(This story just turned up in my head the other day and wouldn’t go away until I wrote it down.)
He was up early and well gone to his work on the farm, as always. She found the envelope on the kitchen table, propped up against the tomato sauce bottle that was already attracting flies in the burgeoning heat of the day. Well, that’s a bit romantic, she thought. Hadn’t picked that up in their limited conversations to date. She put the kettle on and added fresh tea leaves to the pot. They were both old-fashioned that way.
Sitting down at the laminex table, she opened the envelope and began to read.
Kate (no Dear she noted)
Talking’s never been something I’ve had much use for and the only way I know what I think about anything is if I write it down.
Unless I’m mistaken, and I don’t think I am, you’d like this occasional weekend thing to become a permanent arrangement. I can see the sense in that but I want you to be clear about what that will mean for our future. Women say they want honesty in a man but in my experience they don’t really mean it. Now’s as good a time as any to find out if you’re different.
I don’t want to marry you but I do want to spend my life with you. Instead of getting rubber-stamped by the Government or the Church, we’ll have this contract and we’ll have each other’s word that we’ll stick to it. Without that, life together would be pointless. And, besides, nothing about me will ever change. There will be no negotiation.
I’ll work hard all the rest of my life to keep a roof over our heads and put food on the table. You will be responsible for the household. I’d prefer you didn’t work but if you do, the household mustn’t suffer. I want plain traditional food. You can eat whatever your like.
If you want children, that’s fine with me but you will raise them. I will never mistreat them but I will not coddle them, because the world will not when I’m gone. They will learn tasks appropriate to their age and take responsibility for their actions.
If you have visitors or relatives to our house I won’t be interested in talking to them. You and the children will be all the society I need except for necessary business arrangements.
We will continue to have sex as long as we both want it but I won’t be ‘making love’ to you.
I will never say ‘I love you’. I have no idea what ‘love’ is except people say that there wasn’t much of it around in my house when I was growing up. I guess you can’t miss what you never had.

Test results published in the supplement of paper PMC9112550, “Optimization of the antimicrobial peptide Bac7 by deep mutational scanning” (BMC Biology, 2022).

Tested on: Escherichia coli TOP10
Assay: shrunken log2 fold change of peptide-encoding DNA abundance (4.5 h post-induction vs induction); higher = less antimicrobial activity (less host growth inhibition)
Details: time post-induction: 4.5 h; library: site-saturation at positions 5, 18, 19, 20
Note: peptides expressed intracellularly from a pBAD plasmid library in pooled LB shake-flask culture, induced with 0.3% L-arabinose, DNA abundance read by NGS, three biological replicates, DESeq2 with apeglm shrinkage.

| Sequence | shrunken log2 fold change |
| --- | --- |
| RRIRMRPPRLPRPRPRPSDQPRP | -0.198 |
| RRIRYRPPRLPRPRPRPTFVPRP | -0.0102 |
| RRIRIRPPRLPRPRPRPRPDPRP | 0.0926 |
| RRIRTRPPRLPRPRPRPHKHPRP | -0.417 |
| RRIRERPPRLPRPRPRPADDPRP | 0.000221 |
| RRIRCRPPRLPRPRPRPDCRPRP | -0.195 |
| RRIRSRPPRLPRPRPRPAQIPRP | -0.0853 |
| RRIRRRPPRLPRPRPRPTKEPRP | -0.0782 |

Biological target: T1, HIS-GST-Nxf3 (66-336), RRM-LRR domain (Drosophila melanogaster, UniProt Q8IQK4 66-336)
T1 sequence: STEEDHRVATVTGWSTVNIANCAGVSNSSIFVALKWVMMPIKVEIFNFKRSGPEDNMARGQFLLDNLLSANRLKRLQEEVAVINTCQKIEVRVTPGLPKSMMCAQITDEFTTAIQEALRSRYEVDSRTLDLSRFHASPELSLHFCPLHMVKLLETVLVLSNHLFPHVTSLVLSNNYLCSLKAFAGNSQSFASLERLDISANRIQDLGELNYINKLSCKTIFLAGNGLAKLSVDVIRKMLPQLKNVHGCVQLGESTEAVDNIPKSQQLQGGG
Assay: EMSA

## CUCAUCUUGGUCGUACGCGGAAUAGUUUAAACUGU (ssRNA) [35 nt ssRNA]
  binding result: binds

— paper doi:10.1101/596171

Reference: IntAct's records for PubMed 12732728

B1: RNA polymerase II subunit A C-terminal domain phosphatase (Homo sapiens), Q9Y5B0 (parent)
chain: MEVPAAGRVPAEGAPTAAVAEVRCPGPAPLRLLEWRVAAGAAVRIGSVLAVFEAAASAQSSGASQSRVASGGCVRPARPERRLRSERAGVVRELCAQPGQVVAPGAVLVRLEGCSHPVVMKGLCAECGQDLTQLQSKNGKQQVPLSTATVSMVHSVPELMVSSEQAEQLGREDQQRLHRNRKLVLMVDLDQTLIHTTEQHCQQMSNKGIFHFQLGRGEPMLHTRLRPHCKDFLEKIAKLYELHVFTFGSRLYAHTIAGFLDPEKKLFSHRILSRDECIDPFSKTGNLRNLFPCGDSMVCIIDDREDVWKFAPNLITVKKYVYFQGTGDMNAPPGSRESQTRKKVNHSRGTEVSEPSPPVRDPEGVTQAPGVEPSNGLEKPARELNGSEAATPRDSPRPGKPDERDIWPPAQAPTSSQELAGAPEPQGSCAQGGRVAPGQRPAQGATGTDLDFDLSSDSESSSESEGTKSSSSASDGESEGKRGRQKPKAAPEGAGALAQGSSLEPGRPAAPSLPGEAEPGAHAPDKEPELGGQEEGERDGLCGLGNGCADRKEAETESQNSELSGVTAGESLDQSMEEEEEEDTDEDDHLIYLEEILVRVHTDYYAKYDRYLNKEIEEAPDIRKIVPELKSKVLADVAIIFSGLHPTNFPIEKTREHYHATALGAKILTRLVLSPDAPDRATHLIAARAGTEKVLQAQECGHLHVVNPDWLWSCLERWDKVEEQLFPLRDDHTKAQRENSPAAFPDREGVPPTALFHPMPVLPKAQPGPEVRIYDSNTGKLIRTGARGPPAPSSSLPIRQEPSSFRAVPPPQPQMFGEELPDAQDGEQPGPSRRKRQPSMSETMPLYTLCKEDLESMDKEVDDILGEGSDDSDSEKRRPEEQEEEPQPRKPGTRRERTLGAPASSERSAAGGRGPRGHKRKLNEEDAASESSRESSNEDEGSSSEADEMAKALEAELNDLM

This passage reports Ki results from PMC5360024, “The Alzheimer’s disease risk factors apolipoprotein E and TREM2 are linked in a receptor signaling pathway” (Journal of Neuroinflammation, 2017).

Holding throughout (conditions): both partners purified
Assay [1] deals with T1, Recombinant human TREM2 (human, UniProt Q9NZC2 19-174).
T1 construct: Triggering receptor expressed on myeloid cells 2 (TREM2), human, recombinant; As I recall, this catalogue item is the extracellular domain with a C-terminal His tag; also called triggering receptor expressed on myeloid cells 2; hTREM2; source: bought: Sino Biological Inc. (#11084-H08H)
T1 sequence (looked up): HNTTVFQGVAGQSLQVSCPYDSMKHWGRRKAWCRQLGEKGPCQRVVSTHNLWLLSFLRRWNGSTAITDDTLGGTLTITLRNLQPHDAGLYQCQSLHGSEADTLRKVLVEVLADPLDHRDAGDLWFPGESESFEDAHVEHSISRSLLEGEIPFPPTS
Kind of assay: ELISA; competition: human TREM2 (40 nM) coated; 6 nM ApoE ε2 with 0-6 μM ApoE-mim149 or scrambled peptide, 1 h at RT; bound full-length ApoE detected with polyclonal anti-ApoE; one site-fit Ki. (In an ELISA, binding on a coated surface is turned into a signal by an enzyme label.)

We will be faithful to each other. I know myself well enough to know that will be true for me for all time. If you are ever unfaithful to me, the contract is ended.
I will almost certainly not remember occasions such as birthdays and anniversaries and I will ignore all attempts to rope me into Xmas.
There won’t be any cuddling on the couch and watching TV and I won’t be interested in going anywhere to be entertained.
There won’t be any deep and meaningful conversations about books or what’s in the news.
You must be thinking, “Where are the good things about this contract?”
You will have financial security as long as you live. The farm produces well and is pretty much drought-proof. If I die before you I don’t expect you to keep the farm and the place will fetch a good price.
You will have children (if you want them) to love and nurture as you wish and they will grow up knowing how to be resourceful and resilient, putting them well ahead of the pack.
You will have a faithful and respectful partner that barely drinks, doesn’t smoke, is rarely ill and will stay strong for years to come.
You will live in a community that has kept its values and its connections tight and in that sense you’ll never be alone.
And we will sit on the back porch at dusk and look over our land and not have to say how much it means to us. We will know what we’ve done together and that’s enough peace for anyone.
So, if that’s a contract you can live with for the rest of your life and never reproach me or yourself for the choices you have freely made, let me know tonight.
She put down the letter, made her pot of tea, took it out to the back verandah and sat in her favorite cane chair, gazing at the landscape that could be hers forever.